WESTCHESTER COUNTY, N.Y. – A series of new pavement markers and added signage on Westchester County parkways have led to a decided decrease in tractor trailers striking low hanging overpasses, a problem that has plagued the area for years.
According to Kieran O’Leary, the spokesperson for the Westchester County Police, as Sept. of 30 of this year, at the four parkways controlled by the county – the Hutchinson River, Saw Mill, Bronx River and Cross County – there have been just 23 bridges struck, down from 48 through the same period last year. The number represents a decrease of more than 50 percent.
In all, there were 62 strikes in 2012, an increase from 50 in 2011. In 2010, there were just 33 strikes, though the county averaged 50 in the two years prior.
O’Leary said that the subject has been studied by the multi-agency Bridge Strike Mitigation Task Force that was created last year. The organization includes members of the county police, and department of public works, as well as officials from state, local law enforcement and trucking companies.
“At the direction of County Executive Astorino, our representatives pushed for pavement warnings to be added to parkway entrance ramps and to lanes of travel on the road,” he said. “It is too soon to say if the downward trend will continue long-term, but we are encouraged by the significant reduction we have seen in the first nine months of this year.”
During his time on the campaign trail, Astorino said that limiting the number of commercial trucks colliding with county bridges is something his office continues to work on.
“Nine of the 10 most frequently struck (bridges) in the state are in Westchester County,” he said. “We got them to mark the roads where there shouldn’t be trucks and it has actually helped a lot.”
The increased signage and warnings leading onto parkways are just one measure being taken to decrease bridge strikes. The state is contemplating installing “Over-height Vehicle Detection Systems,” which use laser technology to identify illegal vehicles that would then trigger a sign warning for drivers to exit the parkway.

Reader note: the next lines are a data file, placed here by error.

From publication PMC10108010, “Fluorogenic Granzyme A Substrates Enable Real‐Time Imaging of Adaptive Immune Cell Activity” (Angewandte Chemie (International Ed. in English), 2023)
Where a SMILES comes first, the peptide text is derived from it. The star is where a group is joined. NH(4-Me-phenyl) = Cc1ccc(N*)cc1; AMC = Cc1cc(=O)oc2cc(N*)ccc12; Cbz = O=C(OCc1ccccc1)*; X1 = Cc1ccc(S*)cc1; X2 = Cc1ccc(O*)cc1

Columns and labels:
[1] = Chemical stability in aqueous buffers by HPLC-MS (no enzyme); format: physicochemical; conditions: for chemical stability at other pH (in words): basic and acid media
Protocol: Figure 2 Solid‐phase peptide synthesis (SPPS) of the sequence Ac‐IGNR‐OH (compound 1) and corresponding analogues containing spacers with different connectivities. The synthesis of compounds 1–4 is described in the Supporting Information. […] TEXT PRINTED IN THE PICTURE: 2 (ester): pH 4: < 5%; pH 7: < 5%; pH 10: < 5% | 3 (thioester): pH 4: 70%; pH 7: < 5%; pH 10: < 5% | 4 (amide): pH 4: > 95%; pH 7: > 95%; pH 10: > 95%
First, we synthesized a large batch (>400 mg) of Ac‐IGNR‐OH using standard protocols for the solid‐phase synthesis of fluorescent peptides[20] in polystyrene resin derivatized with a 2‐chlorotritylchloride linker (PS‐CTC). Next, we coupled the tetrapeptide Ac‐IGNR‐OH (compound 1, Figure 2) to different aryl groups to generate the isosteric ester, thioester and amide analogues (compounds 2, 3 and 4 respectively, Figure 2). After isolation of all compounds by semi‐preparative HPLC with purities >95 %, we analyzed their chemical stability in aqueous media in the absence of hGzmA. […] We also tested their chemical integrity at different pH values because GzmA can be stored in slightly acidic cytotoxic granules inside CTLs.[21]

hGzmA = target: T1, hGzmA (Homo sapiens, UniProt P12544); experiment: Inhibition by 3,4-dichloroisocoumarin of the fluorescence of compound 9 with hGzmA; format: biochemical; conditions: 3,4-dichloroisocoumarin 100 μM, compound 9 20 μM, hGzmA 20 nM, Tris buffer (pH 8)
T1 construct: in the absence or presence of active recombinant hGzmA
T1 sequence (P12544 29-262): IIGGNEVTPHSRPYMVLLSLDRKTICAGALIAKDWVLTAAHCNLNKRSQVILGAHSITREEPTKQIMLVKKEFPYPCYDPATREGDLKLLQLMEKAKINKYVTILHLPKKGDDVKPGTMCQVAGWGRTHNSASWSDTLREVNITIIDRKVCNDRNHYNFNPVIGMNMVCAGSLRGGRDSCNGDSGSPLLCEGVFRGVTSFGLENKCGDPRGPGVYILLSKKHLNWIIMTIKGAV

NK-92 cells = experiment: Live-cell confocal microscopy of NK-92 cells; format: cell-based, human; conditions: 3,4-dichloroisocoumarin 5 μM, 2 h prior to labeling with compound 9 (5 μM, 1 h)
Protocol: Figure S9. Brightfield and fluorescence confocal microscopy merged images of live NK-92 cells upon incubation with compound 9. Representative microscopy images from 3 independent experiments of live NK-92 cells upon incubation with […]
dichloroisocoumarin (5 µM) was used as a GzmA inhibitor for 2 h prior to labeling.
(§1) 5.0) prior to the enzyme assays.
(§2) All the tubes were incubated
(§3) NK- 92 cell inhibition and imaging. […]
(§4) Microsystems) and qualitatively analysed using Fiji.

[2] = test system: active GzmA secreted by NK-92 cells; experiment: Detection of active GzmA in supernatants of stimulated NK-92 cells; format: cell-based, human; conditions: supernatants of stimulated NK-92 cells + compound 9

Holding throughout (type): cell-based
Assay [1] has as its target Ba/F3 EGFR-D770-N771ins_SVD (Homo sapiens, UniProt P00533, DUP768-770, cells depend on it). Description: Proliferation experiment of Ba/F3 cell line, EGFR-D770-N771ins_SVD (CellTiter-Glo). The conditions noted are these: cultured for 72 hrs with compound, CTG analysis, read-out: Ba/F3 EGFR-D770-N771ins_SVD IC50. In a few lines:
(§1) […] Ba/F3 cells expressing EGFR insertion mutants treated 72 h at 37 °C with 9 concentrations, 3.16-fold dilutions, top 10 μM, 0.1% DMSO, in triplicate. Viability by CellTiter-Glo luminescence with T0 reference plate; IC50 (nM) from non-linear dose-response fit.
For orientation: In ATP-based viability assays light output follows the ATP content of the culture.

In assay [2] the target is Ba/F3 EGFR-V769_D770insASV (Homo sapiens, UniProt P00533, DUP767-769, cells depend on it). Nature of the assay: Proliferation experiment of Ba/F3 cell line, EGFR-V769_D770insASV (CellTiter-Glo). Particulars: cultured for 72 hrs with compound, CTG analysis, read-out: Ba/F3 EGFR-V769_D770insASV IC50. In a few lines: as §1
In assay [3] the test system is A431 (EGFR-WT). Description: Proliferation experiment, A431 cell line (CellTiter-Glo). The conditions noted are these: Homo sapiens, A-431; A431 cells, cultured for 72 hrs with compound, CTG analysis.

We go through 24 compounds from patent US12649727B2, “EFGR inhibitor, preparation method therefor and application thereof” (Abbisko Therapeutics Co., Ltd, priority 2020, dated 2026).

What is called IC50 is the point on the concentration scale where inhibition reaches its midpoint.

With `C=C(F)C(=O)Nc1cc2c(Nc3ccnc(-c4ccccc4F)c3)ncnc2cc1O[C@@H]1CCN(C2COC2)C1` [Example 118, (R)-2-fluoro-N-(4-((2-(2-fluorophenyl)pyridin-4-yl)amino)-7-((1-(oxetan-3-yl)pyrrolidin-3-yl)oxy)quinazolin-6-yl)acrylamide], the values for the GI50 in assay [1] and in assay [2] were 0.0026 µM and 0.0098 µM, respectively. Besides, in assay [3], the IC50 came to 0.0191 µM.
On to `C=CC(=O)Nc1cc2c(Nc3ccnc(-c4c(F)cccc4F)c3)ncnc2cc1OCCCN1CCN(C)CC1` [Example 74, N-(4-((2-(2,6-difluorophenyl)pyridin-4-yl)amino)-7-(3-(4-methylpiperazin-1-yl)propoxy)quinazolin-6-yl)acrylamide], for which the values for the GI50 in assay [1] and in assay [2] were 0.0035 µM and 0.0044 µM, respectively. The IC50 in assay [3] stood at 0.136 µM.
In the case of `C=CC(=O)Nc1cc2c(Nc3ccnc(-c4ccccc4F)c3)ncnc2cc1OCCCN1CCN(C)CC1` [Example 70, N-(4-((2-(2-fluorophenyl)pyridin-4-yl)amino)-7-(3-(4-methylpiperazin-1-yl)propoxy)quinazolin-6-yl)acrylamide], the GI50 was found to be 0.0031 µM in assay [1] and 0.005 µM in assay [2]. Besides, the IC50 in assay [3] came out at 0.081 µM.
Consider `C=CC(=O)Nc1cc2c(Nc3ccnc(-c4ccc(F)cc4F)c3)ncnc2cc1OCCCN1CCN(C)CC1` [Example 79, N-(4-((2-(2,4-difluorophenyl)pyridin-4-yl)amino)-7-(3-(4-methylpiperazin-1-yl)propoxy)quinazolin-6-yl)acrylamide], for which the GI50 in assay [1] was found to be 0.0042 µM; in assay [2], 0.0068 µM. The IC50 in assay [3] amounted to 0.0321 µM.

O’Leary added that until commercial GPS units are required in tractor trailers, out of state drivers who are unfamiliar with the low overpasses on state parkways are going to continue to be a problem.
“The most common scenario we encounter is an out of state driver who is unfamiliar with our roads relying on a non-commercial GPS device or smart phone GPS program,” he said.
The issue of truck drivers using non-sanctioned GPS devices has become such an important issue that U.S. Sen. Chuck Schumer called on the Department of Transportation to regulate them. Schumer said that misused GPS devices caused 80 percent of bridge strikes last year, although no changes have been made yet.
“The devices are great to get grandma and grandpa to your house, and they’re great for motorists, but it’s directing too many trucks to our parkways,” he said. “I’m calling on the DOT to issue standards for GPS devices. I like the commercial trucking industry. I want to keep everyone safe.”
When a bridge is struck, it creates chaos not only for the driver, but also for other motorists and local law enforcement. Upon a strike, the road has to be closed and spilled cargo must be cleaned. A private tow company then removes the truck and trailer, along with any spare cargo. A bridge inspector then must evaluate the structure for damage. According to O’Leary, “truckers keep hitting the bridges, and the bridges keep winning.”
New Rochelle resident Alex Johnson was driving on the Hutchinson River Parkway last November when she said she nearly struck a sudden wall of traffic stemming from a trailer that collided with the East 3rd Street Bridge in Mount Vernon.
“It must have just happened, because I was going right along and had to swerve out of the way to avoid hitting the backed up traffic. Police hadn’t even gotten on scene yet,” she said. “It was really scary. I got lucky, but it could have very easily led to an accident.”